You’ve caught the business bug bug. You have come to realize that you’re really good at it.
Friends start liking all your posts and asking you to for your services/product.
Money (maybe) starts heading your way in exchange for your talent.
So, what now?
You know you want to stay out of trouble with the law, especially the IRS. Good!
But it is still confusing on when and how to set-up your legal business.
This article will walk you through some of these top questions to help you not only secure the proper legal requirements but to have peace of mind so you can get back to photography.
We see it time and time again in social media groups. Misinformation told that if you haven’t made more than $XXX then you’re a hobbyist and shouldn’t worry about any of the business legalities.
Being a legal business is more than just the revenue you’re bringing in.
First, whether you’re making money or not, if you’re putting yourself out there is when the government wants to know and wants their piece of the pie. This includes the setting up of your entity (LLC or Corp), filing of a trade name (DBA, if applicable), business license and permits (the government giving you permission to do a specific activity in a specific area).
Second, for tax reporting purposes, you are not simply classified as a hobbyist because you’re under a certain threshold. In general, people have hobbies for recreation, not to make a profit. Businesses, on the other hand, usually operate at either a profit or a loss.
Here is a quick factor list (meaning, you don’t need all of them to determine your classification) for review:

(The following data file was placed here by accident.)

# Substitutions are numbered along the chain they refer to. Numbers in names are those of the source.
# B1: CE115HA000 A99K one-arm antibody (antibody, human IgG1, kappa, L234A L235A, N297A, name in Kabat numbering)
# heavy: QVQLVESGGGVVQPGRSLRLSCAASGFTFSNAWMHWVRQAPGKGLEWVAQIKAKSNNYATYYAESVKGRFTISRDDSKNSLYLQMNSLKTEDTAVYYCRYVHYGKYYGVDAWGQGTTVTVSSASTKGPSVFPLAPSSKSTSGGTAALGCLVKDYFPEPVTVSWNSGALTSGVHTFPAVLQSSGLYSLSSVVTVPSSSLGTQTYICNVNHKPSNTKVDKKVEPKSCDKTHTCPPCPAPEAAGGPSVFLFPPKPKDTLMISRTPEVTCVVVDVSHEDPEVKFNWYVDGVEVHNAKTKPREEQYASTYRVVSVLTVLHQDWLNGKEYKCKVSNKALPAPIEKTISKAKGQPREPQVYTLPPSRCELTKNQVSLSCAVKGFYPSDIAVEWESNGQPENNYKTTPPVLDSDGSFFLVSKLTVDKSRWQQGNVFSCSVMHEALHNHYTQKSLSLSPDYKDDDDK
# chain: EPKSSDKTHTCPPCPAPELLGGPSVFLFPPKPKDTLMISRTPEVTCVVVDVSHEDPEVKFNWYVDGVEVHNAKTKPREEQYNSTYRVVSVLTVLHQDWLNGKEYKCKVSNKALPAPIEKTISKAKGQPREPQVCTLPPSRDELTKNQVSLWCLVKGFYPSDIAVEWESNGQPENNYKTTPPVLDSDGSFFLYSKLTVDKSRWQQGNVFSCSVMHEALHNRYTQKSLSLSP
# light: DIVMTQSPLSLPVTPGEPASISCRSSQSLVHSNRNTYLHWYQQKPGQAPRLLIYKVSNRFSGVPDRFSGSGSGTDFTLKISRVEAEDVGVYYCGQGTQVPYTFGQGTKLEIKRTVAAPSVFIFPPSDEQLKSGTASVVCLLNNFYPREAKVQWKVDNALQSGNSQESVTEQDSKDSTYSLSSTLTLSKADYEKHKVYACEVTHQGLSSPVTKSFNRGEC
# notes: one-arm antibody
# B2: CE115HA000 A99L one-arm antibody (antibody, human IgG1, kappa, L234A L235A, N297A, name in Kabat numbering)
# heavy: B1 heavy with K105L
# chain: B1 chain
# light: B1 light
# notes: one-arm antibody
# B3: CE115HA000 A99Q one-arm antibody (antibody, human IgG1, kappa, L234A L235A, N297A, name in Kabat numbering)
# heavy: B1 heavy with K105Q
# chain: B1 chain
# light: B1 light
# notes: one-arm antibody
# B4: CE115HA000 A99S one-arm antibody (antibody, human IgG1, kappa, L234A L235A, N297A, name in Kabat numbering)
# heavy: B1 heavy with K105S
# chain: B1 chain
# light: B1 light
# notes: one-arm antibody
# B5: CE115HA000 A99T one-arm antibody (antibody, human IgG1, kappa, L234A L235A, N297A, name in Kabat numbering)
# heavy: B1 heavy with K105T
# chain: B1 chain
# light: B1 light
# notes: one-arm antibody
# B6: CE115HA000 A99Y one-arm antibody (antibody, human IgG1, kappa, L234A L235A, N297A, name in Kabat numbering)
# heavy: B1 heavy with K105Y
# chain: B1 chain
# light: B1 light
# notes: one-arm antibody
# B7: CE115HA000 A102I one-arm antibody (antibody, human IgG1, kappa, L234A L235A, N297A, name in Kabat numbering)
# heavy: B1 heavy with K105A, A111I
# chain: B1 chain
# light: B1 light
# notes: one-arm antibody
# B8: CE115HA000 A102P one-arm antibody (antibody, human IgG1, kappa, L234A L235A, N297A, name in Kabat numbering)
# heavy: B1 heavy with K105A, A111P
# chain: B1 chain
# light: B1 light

- Do you intend to be profitable?
- Does your time and effort reflect an attempt to be profitable?
- Do you have enough knowledge to turn it into a business?
- Do you expect to make a profit in the future?
- Have you made a profit doing a same or similar activity in the past?
- Are your losses part of normal business setup or circumstances you can’t control?
This may feel overwhelming so let’s center on this. If you made profit in three of the last five years, or are intending to make a profit- the IRS considers your activity for-profit and a business.
If this is you, you have to meet the local government jurisdiction requirements + IRS requirements for businesses NOW!
Let’s ignore the money.
Ignore the money? What?
Yes, just because you’re not making money doesn’t mean you don’t have potential liability. While it is not required for entrepreneurs to select an entity with limited liability protection (like an LLC or a corporation), it is a HUGE recommendation. Even if your profit is $0. Even if your revenue is $0 due to model calls. You are still opening yourself up for liability.
Imagine this, you advertise for a model call. You formulate a wonderful vision and plan. While having your client follow advice, then do not get results. There is a potential for liability there. She could potentially pursue you for damages – ahh!
Not only is this a real possibility, but if you have not taken the steps to put protective division between your personal and business assets – she can touch them all when an issue happens. Whereas, if you’ve taken the steps to set up a legal business entity separate from yourself (NOT a DBA, fictitious name, assumed name), the damages pursuit may only be limited to the assets within the business.
You surely don’t want your personal assets, including your income earning potential, to be touched when an issue happens.
Because it is not IF an issue happens in business, it is when.